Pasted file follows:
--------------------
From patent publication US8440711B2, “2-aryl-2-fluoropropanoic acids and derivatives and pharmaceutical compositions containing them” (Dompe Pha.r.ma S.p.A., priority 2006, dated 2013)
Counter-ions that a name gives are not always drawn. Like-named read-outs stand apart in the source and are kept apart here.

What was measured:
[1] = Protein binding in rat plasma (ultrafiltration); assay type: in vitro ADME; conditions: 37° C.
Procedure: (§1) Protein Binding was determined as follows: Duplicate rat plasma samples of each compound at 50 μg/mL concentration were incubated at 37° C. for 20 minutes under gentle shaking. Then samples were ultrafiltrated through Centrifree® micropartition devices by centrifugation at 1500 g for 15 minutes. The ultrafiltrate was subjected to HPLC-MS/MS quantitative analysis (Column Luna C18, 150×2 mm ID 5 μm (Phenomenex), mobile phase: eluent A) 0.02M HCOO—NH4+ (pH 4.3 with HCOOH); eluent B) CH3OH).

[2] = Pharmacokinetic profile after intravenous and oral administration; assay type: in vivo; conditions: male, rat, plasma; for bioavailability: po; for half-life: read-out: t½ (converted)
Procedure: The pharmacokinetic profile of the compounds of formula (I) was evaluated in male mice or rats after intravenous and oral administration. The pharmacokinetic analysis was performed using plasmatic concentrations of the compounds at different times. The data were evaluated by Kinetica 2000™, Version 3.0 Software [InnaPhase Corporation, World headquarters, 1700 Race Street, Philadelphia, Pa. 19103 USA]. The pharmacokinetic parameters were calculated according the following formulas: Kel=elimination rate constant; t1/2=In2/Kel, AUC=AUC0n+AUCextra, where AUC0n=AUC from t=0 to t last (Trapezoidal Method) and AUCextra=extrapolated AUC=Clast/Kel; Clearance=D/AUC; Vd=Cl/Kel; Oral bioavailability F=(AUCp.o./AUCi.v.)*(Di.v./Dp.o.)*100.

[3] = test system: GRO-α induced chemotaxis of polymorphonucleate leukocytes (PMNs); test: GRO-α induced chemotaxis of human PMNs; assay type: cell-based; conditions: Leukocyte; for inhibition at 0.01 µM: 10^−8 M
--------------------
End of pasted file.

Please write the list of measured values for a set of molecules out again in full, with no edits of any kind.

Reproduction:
From patent publication US8440711B2, “2-aryl-2-fluoropropanoic acids and derivatives and pharmaceutical compositions containing them” (Dompe Pha.r.ma S.p.A., priority 2006, dated 2013)
Counter-ions that a name gives are not always drawn. Like-named read-outs stand apart in the source and are kept apart here.

What was measured:
[1] = Protein binding in rat plasma (ultrafiltration); assay type: in vitro ADME; conditions: 37° C.
Procedure: (§1) Protein Binding was determined as follows: Duplicate rat plasma samples of each compound at 50 μg/mL concentration were incubated at 37° C. for 20 minutes under gentle shaking. Then samples were ultrafiltrated through Centrifree® micropartition devices by centrifugation at 1500 g for 15 minutes. The ultrafiltrate was subjected to HPLC-MS/MS quantitative analysis (Column Luna C18, 150×2 mm ID 5 μm (Phenomenex), mobile phase: eluent A) 0.02M HCOO—NH4+ (pH 4.3 with HCOOH); eluent B) CH3OH).

[2] = Pharmacokinetic profile after intravenous and oral administration; assay type: in vivo; conditions: male, rat, plasma; for bioavailability: po; for half-life: read-out: t½ (converted)
Procedure: The pharmacokinetic profile of the compounds of formula (I) was evaluated in male mice or rats after intravenous and oral administration. The pharmacokinetic analysis was performed using plasmatic concentrations of the compounds at different times. The data were evaluated by Kinetica 2000™, Version 3.0 Software [InnaPhase Corporation, World headquarters, 1700 Race Street, Philadelphia, Pa. 19103 USA]. The pharmacokinetic parameters were calculated according the following formulas: Kel=elimination rate constant; t1/2=In2/Kel, AUC=AUC0n+AUCextra, where AUC0n=AUC from t=0 to t last (Trapezoidal Method) and AUCextra=extrapolated AUC=Clast/Kel; Clearance=D/AUC; Vd=Cl/Kel; Oral bioavailability F=(AUCp.o./AUCi.v.)*(Di.v./Dp.o.)*100.

[3] = test system: GRO-α induced chemotaxis of polymorphonucleate leukocytes (PMNs); test: GRO-α induced chemotaxis of human PMNs; assay type: cell-based; conditions: Leukocyte; for inhibition at 0.01 µM: 10^−8 M